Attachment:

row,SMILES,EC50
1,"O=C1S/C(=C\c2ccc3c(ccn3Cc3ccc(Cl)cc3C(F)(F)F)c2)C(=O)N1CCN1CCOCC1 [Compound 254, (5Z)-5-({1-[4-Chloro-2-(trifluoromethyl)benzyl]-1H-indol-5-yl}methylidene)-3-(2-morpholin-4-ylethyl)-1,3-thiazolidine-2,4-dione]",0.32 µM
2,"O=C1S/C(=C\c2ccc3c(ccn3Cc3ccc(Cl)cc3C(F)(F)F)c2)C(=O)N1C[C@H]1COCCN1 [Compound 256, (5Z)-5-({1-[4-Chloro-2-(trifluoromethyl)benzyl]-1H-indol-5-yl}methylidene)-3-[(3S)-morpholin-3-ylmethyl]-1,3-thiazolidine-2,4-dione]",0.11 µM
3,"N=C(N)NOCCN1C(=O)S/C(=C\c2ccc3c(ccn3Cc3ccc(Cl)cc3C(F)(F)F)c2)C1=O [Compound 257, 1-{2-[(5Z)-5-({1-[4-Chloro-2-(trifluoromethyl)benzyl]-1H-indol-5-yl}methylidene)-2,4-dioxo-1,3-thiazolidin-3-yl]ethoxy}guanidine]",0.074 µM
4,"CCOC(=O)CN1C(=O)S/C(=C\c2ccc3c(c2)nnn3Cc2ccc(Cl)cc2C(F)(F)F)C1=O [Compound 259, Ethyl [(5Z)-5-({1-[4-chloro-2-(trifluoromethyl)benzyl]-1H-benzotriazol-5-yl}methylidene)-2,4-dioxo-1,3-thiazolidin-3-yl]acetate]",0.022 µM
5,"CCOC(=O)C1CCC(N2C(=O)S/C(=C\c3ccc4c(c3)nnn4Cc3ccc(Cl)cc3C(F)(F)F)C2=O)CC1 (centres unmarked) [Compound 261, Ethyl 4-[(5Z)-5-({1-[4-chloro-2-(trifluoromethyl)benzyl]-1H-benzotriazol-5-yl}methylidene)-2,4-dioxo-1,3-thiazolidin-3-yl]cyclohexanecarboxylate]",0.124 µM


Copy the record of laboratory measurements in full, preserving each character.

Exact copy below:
row,SMILES,EC50
1,"O=C1S/C(=C\c2ccc3c(ccn3Cc3ccc(Cl)cc3C(F)(F)F)c2)C(=O)N1CCN1CCOCC1 [Compound 254, (5Z)-5-({1-[4-Chloro-2-(trifluoromethyl)benzyl]-1H-indol-5-yl}methylidene)-3-(2-morpholin-4-ylethyl)-1,3-thiazolidine-2,4-dione]",0.32 µM
2,"O=C1S/C(=C\c2ccc3c(ccn3Cc3ccc(Cl)cc3C(F)(F)F)c2)C(=O)N1C[C@H]1COCCN1 [Compound 256, (5Z)-5-({1-[4-Chloro-2-(trifluoromethyl)benzyl]-1H-indol-5-yl}methylidene)-3-[(3S)-morpholin-3-ylmethyl]-1,3-thiazolidine-2,4-dione]",0.11 µM
3,"N=C(N)NOCCN1C(=O)S/C(=C\c2ccc3c(ccn3Cc3ccc(Cl)cc3C(F)(F)F)c2)C1=O [Compound 257, 1-{2-[(5Z)-5-({1-[4-Chloro-2-(trifluoromethyl)benzyl]-1H-indol-5-yl}methylidene)-2,4-dioxo-1,3-thiazolidin-3-yl]ethoxy}guanidine]",0.074 µM
4,"CCOC(=O)CN1C(=O)S/C(=C\c2ccc3c(c2)nnn3Cc2ccc(Cl)cc2C(F)(F)F)C1=O [Compound 259, Ethyl [(5Z)-5-({1-[4-chloro-2-(trifluoromethyl)benzyl]-1H-benzotriazol-5-yl}methylidene)-2,4-dioxo-1,3-thiazolidin-3-yl]acetate]",0.022 µM
5,"CCOC(=O)C1CCC(N2C(=O)S/C(=C\c3ccc4c(c3)nnn4Cc3ccc(Cl)cc3C(F)(F)F)C2=O)CC1 (centres unmarked) [Compound 261, Ethyl 4-[(5Z)-5-({1-[4-chloro-2-(trifluoromethyl)benzyl]-1H-benzotriazol-5-yl}methylidene)-2,4-dioxo-1,3-thiazolidin-3-yl]cyclohexanecarboxylate]",0.124 µM